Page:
HISTORY OF IBGAMES AND FEDERATION 2
by Fi Craig
Last updated July 1 2012
Federation was launched in January 1988 on a UK network called Compunet. The network was a proprietary network for the Commodore 64 computer - it used the Commodore graphics set and it took a lot of the pain out of comms by having software built in to a special Compunet modem. In those days modems were a black art only understood by a few!
Before Fed, Compunet ran a game called MUD - which went on to run on Compuserve under the name British Legends and now has its own website: http://www.british-legends.com/CMS/. MUD was the first ever multiplayer game, its name standing for Multi-User Dungeon. It's a sword-n-sorcery, hack-n-slash type game. (The word MUD is now used as a generic term for this kind of game.) Alan played it and for several years was its administrator on Compunet. Eventually, tiring of hack and slash he decided he wanted to write a game of his own, the game he would really like to play.
He approached the owners of Compunet, and they were interested. They were in need of an Admin Manager, so Alan took over the job, which both gave him an income while he wrote Fed in the evenings, and a platform on which to run it when it was ready.
Originally the plan was that Alan would design the game, and a chap called John K would program it. John dropped out when he realised the scale and complexity of the project so Alan taught himself to program C in order to write Fed - his previous programming experience being in Basic and Forth. John is commemorated in Fed by the cliffs on Castillo.
Alan coded the game on an Atari Mega-2 ST computer, using an operating system called OS9/68K. From the start to the launch of the game, it took two years. Most of that time was spent on the design of the game - only about three months on the programming.
In fact for the first few weeks Fed actually ran on the ST, linked to the Compunet host computer by a serial cable. In spite of this limitation the ST easily handled 20 simultaneous players.
When Fed was launched it was pretty basic. Players could walk around it, and that's about it. There were some errors in the movement table which meant players got trapped and couldn't get out, or "fell through" holes onto other planets, with no way to get back! These days you certainly couldn't get away with charging people money for a product at this stage of development. At the time players were paying £3.00 sterling an hour for it - that's about $6.00 an hour at current prices!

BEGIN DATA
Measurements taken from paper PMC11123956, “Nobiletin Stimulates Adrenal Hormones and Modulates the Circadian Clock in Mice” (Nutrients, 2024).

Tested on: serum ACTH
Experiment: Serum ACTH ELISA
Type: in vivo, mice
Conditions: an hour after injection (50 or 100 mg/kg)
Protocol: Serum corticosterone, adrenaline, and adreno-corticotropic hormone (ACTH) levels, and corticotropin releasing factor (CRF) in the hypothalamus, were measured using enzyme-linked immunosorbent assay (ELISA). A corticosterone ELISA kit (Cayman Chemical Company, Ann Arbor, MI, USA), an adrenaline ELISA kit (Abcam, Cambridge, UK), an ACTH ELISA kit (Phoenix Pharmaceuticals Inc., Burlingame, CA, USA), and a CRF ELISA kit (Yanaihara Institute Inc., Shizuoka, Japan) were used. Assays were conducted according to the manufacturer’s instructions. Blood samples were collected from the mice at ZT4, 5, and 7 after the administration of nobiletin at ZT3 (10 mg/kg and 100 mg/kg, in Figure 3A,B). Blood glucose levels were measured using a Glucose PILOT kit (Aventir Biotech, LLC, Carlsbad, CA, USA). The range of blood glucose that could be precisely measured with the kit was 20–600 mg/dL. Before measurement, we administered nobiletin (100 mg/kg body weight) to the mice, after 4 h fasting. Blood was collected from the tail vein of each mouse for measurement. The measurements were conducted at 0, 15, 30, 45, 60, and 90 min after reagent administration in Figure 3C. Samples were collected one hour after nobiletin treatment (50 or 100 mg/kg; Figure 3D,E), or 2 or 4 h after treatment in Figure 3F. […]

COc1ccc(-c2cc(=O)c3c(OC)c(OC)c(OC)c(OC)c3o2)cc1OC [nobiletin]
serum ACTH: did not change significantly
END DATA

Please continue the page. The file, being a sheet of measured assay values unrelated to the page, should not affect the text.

The Fed universe at the time consisted of the Solar System - no Snark, no Horsell, no Arena. Player planets didn't appear in the game for another two years. At the start players could buy spaceships and use them to visit the other solar system planets - but that was all.
Over the next days and weeks, more features were added to the game, so players could actually do something - doing jobs, picking up objects and giving them to mobiles. Players spent weeks discovering all the objects and figuring out the correct mobile to give them to; although most of the matches were logical, sometimes the logic was so twisted that it could only be figured out by trying every single mobile.
Jobs paid a couple of hundred groats at the time. Players calculated that at the rate of play it would take 6 months to earn enough money to make Captain! Occasionally a high-paying job would show up on the board, and the first player who accepted a 1000 groat job was so astonished at his good fortune that he flew into the sun! He was a player called Kirk. :)
Moving up the ranks was a slow business, Alan keeping one step ahead of the players by coding in the next rank when people got ready to promote.
Sometimes new features were added at the request of players, although often after a great deal of lobbying. An example is the BUY ROUND command. Before this was put in, players in a bar would give each other 5 groats to buy a drink when it was their round.
Another was the ACT command. Originally Fed had a list of action commands, such as smile, frown, fart (yes really!) onto which players could add modifiers. But players kept requesting new verbs and the list got longer and longer, and finally Alan junked them all to replace them with the ACT command. (I have no idea why it took him so long! - Hazed) (Because the people asking for it were drunk and kept asking for a 'ATC' command! - Alan)
On Compunet, Fed generally had up to half a dozen players on at a time, max. The highest we ever had was 20 players for a very special event, a trial between Pugwash (who you now know as Hazed) and another player called Magius. (Pugwash lost, by the way.) (It was a fix!! - Hazed)
There were at most a couple of hundred players in total during the time Fed was on Compunet. The highest rank was Explorer.
At first, there was no game manual. Well, players never read manuals anyway... but despite this Alan decided it would be a good idea to have some kind of manual, so players wouldn't constantly ask him what they should be doing. He enlisted one of the top players, Pegasus (who later became a mobile... but that's another story! And who even later became Cryptosporidium, Fed's programmer) who in turn strong-armed Pugwash into helping. The two of them collaborated and the Idiot's Guide was born, first an online version and then a printed manual which they sold by mail order.
Fed's time on Compunet came to an end when the network changed hands and the new owner proved too incompetent to keep it running. (He didn't pay the network bill and the network cut him off, so users couldn't access the service!)
Compunet went bust soon after.
Meanwhile, Alan's one-man-band added a new figure - Clem Chambers.
Clem and Alan went into partnership to market Fed on other systems, forming the Federation Partnership. Clem's first job was to find a new home for Fed.